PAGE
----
What's good for the Goose .....

The IRS paid out billions in refundable tax credits to undocumented immigrant workers last year, according to a new Treasury audit.

Federal law bars illegal immigrants from collecting tax benefits, like the Earned Income Tax Credit, that can be claimed by residents with Social Security numbers. But the Treasury report found that the tax code's lack of clarity is allowing the Additional Child Tax Credit (ACTC), which reduces taxes owed by certain individuals with children, to be heavily claimed by undocumented workers; if their tax bills dip below zero, they can collect government checks. 

Even wages earned illegally in the U.S. are taxed. Individual Taxpayer Identification Numbers (ITINs) are available to people without Social Security numbers who cannot legally work in the U.S. so they can file tax returns. These ITINs have become increasingly linked to fraudulent tax claims, which helped inflate IRS payouts on the Additional Child Tax Credit from $924 million in 2005 to $4.2 billion, the report said. 

The report attributed the massive outpouring of child tax credit refunds to the 2001 Bush tax cuts and the 2009 American Recovery and Reinvestment Act, the legislation that created the stimulus program.

In response to the report, IRS officials said they would follow one of its recommendations to meet with Treasury officials to determine whether people unauthorized to work in the U.S. can collect refundable tax credits. But the IRS rebuffed the audit's second recommendation that it collect additional documentation from people claiming the ACTC, arguing that the agency lacks the legal authority to challenge such tax returns.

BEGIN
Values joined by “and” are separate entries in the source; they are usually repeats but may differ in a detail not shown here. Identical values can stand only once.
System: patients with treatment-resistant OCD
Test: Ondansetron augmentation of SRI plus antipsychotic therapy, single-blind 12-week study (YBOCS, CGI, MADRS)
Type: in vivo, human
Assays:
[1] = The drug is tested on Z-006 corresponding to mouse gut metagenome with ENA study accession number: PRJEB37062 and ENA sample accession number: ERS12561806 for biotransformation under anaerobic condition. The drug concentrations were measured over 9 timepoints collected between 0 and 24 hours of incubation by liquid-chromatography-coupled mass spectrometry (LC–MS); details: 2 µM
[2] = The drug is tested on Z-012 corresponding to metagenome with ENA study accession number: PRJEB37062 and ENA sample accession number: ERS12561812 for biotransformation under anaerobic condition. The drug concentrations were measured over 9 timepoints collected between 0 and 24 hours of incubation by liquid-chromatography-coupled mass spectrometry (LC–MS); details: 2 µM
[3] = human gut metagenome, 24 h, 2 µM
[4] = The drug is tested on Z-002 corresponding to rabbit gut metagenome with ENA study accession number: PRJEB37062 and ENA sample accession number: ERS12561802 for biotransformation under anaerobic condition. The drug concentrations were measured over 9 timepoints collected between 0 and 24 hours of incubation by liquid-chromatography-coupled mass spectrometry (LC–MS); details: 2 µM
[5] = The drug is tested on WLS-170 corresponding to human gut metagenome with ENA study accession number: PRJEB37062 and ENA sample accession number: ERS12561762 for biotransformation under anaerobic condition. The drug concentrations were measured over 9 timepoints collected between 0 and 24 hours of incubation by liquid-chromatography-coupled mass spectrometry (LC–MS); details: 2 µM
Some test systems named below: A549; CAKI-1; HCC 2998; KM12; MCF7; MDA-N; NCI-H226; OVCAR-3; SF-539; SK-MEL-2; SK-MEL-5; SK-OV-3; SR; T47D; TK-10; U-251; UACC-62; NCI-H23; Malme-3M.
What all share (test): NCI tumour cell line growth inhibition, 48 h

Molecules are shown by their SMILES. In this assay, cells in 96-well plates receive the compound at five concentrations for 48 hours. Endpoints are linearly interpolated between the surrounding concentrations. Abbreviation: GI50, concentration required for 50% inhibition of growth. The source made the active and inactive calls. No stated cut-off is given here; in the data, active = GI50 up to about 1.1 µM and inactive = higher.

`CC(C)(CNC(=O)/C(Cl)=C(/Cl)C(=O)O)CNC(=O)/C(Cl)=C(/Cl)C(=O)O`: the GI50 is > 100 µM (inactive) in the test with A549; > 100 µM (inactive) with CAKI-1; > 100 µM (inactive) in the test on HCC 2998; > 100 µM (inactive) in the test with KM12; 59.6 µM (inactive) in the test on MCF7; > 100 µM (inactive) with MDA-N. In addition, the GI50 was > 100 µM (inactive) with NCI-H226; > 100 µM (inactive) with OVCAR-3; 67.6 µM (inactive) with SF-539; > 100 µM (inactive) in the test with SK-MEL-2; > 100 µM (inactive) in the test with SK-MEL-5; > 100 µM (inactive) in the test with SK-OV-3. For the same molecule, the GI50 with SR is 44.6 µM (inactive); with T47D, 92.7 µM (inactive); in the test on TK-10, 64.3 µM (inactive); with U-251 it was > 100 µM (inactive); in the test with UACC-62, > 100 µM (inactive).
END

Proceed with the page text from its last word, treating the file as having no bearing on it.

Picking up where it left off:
"Any suggestion that the IRS shouldn't be paying out these credits under current law to ITIN holders is simply incorrect," said IRS spokesperson Michelle Eldridge.  "The IRS administers the law impartially and applies it as written. If the law were changed, the IRS would change its programs accordingly."

Congress has been unable to pass any meaningful immigration legislation this year, but the House couldn't miss a chance to stick it to immigrants by going after their U.S. citizen children in a recent tax bill. While Americans are debating whether taxes on millionaires should be raised, the House, at least, is planning to raise taxes on the most vulnerable of American citizens - children, 42 percent of whom (31 million) live in low-income families.

The tax package denies immigrant taxpayers who file their taxes using an Individual Taxpayer Identification Number (ITIN) the ability to claim the Additional Child Tax Credit for their U.S. citizen children. This provision will impact 2 million families and up to 4 million U.S. citizen children and take away a tax credit designed to keep children out of poverty.

Child tax credits can only be claimed by those paying into the system and were designed to alleviate some of the burden that tax payment imposes on low-income, working families. Taking away this credit from tax-paying families could drive more than two million families closer to poverty.

Unauthorized immigrants are required to pay their taxes, just like all Americans. Many fulfill their tax payment obligations using an ITIN, but they are not eligible for the vast majority of benefits their tax dollars pay into. According to the Treasury Department's Inspector General, in 2010, ITIN filers reported $60 billion dollars in wages, which according to an estimate by the National Immigration Law Center means they generated an estimated $9.2 billion in payroll taxes. This revenue, which benefits us all, is ten times the amount that would be saved by stripping the child tax credit away from the children of ITIN filers.

ITIN filers are doing the right thing by paying into the tax system with little hope of collecting any future benefits for themselves. If the Child Tax Credit to ITIN filers is removed, the only ones hurt in the process will be the children.

But perhaps the alternative of legalizing de facto undocumented immigrants and implementing legalized immigration reform and thereby broadening and enhancing the tax-base is just too steep a hill for the Hill to contemplate.

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